She also has the opportunity to hire 3 PhD students in Functional diversity mapping with imaging spectroscopy and lidar; Quantifying aboveground carbon loss from wildfires and the influence of drought; and Mapping the global distribution of drylands and their trajectories. Please contact her if you are interested in any of these positions!

Nancy Glenn @NancGlenn
n.glenn@unsw.edu.au or nancyglenn@boisestate.edu

Australian Citizen Science Association Bushfire Response Project Audit

The unprecedented continental scale of the current Australian bushfires is devastating. They have led to the loss of lives, homes, habitats and biodiversity on a huge scale.

In this time of extreme loss, we are buoyed by the amazing response of individuals and communities in this time of crisis.  We believe there is a role for citizen science to assist across multiple disciplines, at scale, in many research and monitoring capacities to contribute to important and valuable science that is needed now and into the future.

ACSA is seeking to support conversations and plans – both short and long term – that help further connect the citizen science community to contribute to the complex efforts required to learn from and understand the impact of the bushfires (see ACSA bushfire response)

The first step we are taking is an audit and gather as many research projects as we can that include fire – bushfire/forest/wildfire as their focus and citizen science as part of their methodologies. We have developed the ACSA Citizen Science Bushfire Response Project survey and we would be very grateful if you could circulate this widely through your networks to all those who might already be working in this area. We are seeking projects across a broad spectrum of subjects, from biodiversity to human health that use a wide range of methodologies, from projects which require on the ground work, to purely online projects where everyone can contribute.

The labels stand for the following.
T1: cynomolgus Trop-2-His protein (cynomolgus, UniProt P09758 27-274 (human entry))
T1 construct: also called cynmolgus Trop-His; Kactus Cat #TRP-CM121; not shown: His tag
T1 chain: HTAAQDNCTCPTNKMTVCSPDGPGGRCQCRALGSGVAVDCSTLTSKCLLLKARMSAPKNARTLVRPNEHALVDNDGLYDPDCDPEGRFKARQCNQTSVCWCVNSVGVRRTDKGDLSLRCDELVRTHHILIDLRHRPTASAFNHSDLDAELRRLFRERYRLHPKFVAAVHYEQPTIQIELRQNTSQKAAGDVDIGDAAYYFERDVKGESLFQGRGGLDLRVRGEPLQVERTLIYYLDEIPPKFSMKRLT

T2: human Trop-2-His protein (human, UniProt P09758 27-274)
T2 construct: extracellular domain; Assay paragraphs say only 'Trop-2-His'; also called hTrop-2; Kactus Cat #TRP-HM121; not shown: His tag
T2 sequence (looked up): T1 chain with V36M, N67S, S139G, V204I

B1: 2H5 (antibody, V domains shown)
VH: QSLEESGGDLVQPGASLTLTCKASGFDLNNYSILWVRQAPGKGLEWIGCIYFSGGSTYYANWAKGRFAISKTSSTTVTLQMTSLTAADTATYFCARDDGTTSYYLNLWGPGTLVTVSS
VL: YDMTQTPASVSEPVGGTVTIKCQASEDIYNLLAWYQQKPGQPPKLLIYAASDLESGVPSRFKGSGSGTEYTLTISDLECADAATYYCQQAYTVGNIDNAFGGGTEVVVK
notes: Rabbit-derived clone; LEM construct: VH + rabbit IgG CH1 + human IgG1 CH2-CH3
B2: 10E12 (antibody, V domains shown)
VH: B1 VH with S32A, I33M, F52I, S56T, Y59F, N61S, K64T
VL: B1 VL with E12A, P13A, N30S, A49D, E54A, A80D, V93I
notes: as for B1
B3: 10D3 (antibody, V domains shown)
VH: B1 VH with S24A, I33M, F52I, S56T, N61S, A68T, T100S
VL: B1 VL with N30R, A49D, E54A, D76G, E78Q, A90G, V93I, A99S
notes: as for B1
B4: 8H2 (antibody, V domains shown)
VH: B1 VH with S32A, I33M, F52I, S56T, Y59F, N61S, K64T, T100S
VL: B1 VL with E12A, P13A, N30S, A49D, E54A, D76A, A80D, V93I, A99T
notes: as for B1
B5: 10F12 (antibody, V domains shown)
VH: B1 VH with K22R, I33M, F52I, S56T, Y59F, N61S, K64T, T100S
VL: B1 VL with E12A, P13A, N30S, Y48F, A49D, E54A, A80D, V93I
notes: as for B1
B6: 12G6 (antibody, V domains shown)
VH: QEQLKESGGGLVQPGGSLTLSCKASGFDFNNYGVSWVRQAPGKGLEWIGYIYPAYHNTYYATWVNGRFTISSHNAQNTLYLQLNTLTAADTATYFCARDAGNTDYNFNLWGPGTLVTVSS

This information will be used to create a publicly available list of active projects and ACSA will work with partners to identify a number of projects that have the potential to contribute on a national scale.

Contact:  Libby Hepburn

libby@atlasoflife.org.au   +61 458 798 990  Merimbula,

New South Wales, Australia

Post-Doc Opportunity University of Victoria/Unversity of British Columbia, BC, CAN

Hakai Coastal Initiative Postdoc Position in Ocean Remote Sensing and spatial-temporal dynamic of coastal marine biophysical provinces of British Columbia and Southeast Alaska

Applications are being accepted for a Hakai Postdoctoral position at the  University of British Columbia, Institute for the Oceans and Fisheries, and the University of Victoria, Department of Geography as part of the Hakai Coastal Initiative. The postdoc will be based in Victoria, Vancouver Island, and work under the supervision of Dr. Costa at UVic and Dr. Hunt at UBC. The focus of the research is to derive the spatial-temporal dynamic of coastal marine biophysical provinces of British Columbia and Southeast
Alaska based on satellite imagery. The research is expected to address the following: